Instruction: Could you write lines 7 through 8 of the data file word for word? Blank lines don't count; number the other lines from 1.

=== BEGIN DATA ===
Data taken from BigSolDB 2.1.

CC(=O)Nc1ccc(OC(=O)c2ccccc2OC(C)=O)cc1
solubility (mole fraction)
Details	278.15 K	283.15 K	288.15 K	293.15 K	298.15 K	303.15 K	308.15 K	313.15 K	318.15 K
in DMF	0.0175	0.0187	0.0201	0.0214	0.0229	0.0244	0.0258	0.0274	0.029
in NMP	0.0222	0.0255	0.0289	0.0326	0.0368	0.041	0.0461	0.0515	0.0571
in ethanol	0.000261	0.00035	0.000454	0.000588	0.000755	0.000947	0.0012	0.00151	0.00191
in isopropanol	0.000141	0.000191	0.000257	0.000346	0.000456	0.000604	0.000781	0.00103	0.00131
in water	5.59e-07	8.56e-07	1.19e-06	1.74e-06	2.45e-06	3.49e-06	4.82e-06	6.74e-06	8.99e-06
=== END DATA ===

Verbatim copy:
in ethanol	0.000261	0.00035	0.000454	0.000588	0.000755	0.000947	0.0012	0.00151	0.00191
in isopropanol	0.000141	0.000191	0.000257	0.000346	0.000456	0.000604	0.000781	0.00103	0.00131